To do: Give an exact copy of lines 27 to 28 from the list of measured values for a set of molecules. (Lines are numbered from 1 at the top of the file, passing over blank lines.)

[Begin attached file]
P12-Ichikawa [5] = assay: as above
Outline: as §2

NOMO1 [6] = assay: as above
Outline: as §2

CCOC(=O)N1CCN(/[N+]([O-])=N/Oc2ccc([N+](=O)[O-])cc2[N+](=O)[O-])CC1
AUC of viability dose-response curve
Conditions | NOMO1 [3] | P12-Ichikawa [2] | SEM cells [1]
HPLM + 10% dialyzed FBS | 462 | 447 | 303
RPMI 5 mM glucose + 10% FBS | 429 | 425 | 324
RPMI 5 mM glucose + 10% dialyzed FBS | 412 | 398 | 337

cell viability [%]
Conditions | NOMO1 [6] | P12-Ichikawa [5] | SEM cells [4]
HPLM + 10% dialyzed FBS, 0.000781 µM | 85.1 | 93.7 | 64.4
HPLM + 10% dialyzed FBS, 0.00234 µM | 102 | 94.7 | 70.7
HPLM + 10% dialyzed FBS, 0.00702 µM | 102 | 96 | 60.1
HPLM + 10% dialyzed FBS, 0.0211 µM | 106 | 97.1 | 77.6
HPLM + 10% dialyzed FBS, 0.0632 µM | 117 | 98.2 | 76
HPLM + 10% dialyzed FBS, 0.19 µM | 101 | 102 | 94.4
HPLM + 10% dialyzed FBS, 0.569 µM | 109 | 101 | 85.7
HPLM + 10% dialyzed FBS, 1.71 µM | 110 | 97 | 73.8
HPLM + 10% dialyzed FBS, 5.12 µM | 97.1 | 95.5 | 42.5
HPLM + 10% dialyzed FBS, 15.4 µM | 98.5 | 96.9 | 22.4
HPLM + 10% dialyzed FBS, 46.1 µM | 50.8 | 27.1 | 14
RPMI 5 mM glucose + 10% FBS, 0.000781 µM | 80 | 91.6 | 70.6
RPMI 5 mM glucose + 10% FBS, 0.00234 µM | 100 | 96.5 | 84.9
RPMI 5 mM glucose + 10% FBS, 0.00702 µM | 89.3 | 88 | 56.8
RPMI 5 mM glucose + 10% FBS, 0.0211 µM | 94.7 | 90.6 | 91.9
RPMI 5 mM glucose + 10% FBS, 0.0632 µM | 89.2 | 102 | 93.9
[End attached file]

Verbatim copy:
RPMI 5 mM glucose + 10% FBS, 0.0211 µM | 94.7 | 90.6 | 91.9
RPMI 5 mM glucose + 10% FBS, 0.0632 µM | 89.2 | 102 | 93.9